Siemens' profits slump on project delays
German industrial giant Siemens has reported a sharp fall in profits after the eurozone debt crisis forced customers to delay certain projects.
Net profit for the final three months of 2011 was 1.46bn euros ($1.9bn; £1.2bn), down 17% on a year earlier. Revenue was up 2% at 17.9bn euros.
"The uncertainties of the ongoing debt crisis have left their mark on the real economy," said boss Peter Loescher.
Siemens' shares closed down 1.3% by the end of trading in Frankfurt.
Mr Loescher said project delays, particularly in connecting offshore wind power, had hit profits but he expected to see a recovery from April. Overall, however, 2012 would "not be an easy year", he said.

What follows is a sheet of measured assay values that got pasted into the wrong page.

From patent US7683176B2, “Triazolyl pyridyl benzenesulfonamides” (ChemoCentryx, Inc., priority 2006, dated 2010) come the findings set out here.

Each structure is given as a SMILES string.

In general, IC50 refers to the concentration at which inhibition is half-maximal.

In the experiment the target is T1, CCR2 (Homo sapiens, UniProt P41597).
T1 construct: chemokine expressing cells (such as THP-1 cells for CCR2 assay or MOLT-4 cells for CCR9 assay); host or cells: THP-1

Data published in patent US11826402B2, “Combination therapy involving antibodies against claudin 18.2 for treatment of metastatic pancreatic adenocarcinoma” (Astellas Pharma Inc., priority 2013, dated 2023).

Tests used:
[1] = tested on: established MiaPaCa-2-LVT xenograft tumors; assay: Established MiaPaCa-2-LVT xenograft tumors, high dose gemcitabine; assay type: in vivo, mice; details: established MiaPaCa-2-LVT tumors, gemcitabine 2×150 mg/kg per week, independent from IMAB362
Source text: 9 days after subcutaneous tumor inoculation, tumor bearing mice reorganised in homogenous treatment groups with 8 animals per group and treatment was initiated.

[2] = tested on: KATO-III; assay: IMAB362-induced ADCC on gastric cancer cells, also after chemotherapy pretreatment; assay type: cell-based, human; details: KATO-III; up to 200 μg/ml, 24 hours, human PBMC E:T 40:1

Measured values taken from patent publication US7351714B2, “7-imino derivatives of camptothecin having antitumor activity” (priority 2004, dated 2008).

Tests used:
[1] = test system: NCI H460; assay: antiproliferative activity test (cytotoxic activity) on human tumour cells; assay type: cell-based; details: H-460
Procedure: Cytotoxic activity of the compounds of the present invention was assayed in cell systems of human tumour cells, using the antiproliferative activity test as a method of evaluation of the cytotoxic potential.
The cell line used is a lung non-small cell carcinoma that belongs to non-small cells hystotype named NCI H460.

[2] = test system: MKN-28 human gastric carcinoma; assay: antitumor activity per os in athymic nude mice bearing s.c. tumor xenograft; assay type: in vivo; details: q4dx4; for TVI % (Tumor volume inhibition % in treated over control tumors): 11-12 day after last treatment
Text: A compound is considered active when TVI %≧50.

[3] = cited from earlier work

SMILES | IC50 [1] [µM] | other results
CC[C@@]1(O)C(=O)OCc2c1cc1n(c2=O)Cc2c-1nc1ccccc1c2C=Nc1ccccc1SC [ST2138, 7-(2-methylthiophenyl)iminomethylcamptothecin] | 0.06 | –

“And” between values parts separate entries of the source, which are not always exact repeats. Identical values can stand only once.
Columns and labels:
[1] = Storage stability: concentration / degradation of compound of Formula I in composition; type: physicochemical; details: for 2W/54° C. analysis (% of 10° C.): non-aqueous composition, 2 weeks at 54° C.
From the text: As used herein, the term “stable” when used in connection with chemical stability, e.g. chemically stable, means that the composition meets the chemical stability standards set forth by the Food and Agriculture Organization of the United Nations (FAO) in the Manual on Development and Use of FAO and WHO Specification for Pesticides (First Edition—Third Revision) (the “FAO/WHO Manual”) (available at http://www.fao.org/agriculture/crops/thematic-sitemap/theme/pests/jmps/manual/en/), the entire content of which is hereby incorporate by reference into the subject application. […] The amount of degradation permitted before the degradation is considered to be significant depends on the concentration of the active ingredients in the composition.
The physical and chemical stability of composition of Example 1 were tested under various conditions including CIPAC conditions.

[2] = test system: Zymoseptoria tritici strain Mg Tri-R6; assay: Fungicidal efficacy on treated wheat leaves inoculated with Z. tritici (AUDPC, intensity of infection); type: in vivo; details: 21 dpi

"The real economy cannot escape the effects of the volatility on the financial markets, public budgets are increasingly strained, anxiety about credit bottlenecks is dampening willingness to invest and global economic growth is levelling off," he told reporters.
New orders fell by 5% in the three-month period compared with a year earlier.
Orders from the energy sector were hit particularly hard, falling 11% despite a sharp rise in orders for renewable energy technologies.
Siemens makes a wide range of industrial products, including trains, wind turbines and transmission equipment.
The performance of the company is seen by some as an indicator of the health of the global economy.